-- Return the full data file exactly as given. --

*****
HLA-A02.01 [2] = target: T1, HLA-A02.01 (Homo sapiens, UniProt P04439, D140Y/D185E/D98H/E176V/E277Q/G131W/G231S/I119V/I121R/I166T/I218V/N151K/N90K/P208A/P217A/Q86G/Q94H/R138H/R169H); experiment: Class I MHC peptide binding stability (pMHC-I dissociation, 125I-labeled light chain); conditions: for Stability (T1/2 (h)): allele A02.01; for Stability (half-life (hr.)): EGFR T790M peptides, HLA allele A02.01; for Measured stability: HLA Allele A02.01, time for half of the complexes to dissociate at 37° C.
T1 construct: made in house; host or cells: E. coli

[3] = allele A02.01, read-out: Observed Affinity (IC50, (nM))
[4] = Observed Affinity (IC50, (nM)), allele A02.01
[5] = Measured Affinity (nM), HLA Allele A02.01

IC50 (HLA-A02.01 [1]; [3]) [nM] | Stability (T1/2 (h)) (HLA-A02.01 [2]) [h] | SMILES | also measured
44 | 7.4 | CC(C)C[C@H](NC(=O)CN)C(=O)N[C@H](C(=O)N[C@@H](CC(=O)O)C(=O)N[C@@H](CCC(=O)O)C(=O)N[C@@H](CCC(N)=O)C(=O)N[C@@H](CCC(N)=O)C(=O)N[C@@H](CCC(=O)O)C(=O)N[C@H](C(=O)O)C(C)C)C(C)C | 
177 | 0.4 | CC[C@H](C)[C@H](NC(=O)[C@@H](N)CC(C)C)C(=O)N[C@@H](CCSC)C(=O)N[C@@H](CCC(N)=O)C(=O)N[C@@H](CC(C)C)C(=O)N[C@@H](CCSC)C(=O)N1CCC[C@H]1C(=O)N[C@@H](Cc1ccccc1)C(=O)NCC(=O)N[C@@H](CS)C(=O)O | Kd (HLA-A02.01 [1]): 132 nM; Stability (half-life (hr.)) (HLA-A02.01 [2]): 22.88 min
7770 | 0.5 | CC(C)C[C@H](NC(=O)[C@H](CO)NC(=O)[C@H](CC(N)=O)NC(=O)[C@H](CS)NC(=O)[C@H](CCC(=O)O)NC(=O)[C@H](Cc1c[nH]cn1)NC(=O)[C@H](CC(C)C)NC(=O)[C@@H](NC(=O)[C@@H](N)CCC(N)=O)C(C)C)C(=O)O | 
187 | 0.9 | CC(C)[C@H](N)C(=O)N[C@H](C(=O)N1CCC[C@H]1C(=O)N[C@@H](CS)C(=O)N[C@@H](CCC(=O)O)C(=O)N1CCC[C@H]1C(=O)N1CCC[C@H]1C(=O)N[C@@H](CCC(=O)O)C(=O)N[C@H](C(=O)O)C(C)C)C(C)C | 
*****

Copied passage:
HLA-A02.01 [2] = target: T1, HLA-A02.01 (Homo sapiens, UniProt P04439, D140Y/D185E/D98H/E176V/E277Q/G131W/G231S/I119V/I121R/I166T/I218V/N151K/N90K/P208A/P217A/Q86G/Q94H/R138H/R169H); experiment: Class I MHC peptide binding stability (pMHC-I dissociation, 125I-labeled light chain); conditions: for Stability (T1/2 (h)): allele A02.01; for Stability (half-life (hr.)): EGFR T790M peptides, HLA allele A02.01; for Measured stability: HLA Allele A02.01, time for half of the complexes to dissociate at 37° C.
T1 construct: made in house; host or cells: E. coli

[3] = allele A02.01, read-out: Observed Affinity (IC50, (nM))
[4] = Observed Affinity (IC50, (nM)), allele A02.01
[5] = Measured Affinity (nM), HLA Allele A02.01

IC50 (HLA-A02.01 [1]; [3]) [nM] | Stability (T1/2 (h)) (HLA-A02.01 [2]) [h] | SMILES | also measured
44 | 7.4 | CC(C)C[C@H](NC(=O)CN)C(=O)N[C@H](C(=O)N[C@@H](CC(=O)O)C(=O)N[C@@H](CCC(=O)O)C(=O)N[C@@H](CCC(N)=O)C(=O)N[C@@H](CCC(N)=O)C(=O)N[C@@H](CCC(=O)O)C(=O)N[C@H](C(=O)O)C(C)C)C(C)C | 
177 | 0.4 | CC[C@H](C)[C@H](NC(=O)[C@@H](N)CC(C)C)C(=O)N[C@@H](CCSC)C(=O)N[C@@H](CCC(N)=O)C(=O)N[C@@H](CC(C)C)C(=O)N[C@@H](CCSC)C(=O)N1CCC[C@H]1C(=O)N[C@@H](Cc1ccccc1)C(=O)NCC(=O)N[C@@H](CS)C(=O)O | Kd (HLA-A02.01 [1]): 132 nM; Stability (half-life (hr.)) (HLA-A02.01 [2]): 22.88 min
7770 | 0.5 | CC(C)C[C@H](NC(=O)[C@H](CO)NC(=O)[C@H](CC(N)=O)NC(=O)[C@H](CS)NC(=O)[C@H](CCC(=O)O)NC(=O)[C@H](Cc1c[nH]cn1)NC(=O)[C@H](CC(C)C)NC(=O)[C@@H](NC(=O)[C@@H](N)CCC(N)=O)C(C)C)C(=O)O | 
187 | 0.9 | CC(C)[C@H](N)C(=O)N[C@H](C(=O)N1CCC[C@H]1C(=O)N[C@@H](CS)C(=O)N[C@@H](CCC(=O)O)C(=O)N1CCC[C@H]1C(=O)N1CCC[C@H]1C(=O)N[C@@H](CCC(=O)O)C(=O)N[C@H](C(=O)O)C(C)C)C(C)C | 